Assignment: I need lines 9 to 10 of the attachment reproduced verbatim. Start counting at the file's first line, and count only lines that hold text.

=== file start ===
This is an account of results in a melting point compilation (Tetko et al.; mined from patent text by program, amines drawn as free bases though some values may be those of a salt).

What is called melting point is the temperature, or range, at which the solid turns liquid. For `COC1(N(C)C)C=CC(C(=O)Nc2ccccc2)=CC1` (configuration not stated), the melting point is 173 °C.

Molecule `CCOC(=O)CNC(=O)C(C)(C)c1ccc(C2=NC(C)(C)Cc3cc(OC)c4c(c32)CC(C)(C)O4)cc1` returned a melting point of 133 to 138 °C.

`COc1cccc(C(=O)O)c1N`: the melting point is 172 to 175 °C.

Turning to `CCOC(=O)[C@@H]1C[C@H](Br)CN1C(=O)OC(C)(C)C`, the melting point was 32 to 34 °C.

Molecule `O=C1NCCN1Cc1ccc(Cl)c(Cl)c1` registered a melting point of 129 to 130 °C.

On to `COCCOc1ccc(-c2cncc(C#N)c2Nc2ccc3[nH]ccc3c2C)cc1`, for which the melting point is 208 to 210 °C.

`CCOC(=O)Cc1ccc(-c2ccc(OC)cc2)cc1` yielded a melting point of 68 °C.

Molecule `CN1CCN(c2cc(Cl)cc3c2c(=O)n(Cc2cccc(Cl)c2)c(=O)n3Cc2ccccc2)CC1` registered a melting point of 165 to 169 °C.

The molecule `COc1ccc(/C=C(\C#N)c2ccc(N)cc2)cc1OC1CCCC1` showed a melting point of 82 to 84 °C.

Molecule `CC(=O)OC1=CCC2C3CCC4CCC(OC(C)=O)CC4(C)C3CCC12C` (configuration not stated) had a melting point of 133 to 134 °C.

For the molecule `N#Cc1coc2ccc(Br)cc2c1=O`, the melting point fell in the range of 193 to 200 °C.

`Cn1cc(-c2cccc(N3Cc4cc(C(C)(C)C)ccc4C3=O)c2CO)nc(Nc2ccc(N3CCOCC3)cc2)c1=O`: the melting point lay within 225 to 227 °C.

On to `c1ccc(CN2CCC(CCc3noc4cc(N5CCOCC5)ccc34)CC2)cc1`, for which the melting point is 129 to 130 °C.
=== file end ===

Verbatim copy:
Molecule `CN1CCN(c2cc(Cl)cc3c2c(=O)n(Cc2cccc(Cl)c2)c(=O)n3Cc2ccccc2)CC1` registered a melting point of 165 to 169 °C.

The molecule `COc1ccc(/C=C(\C#N)c2ccc(N)cc2)cc1OC1CCCC1` showed a melting point of 82 to 84 °C.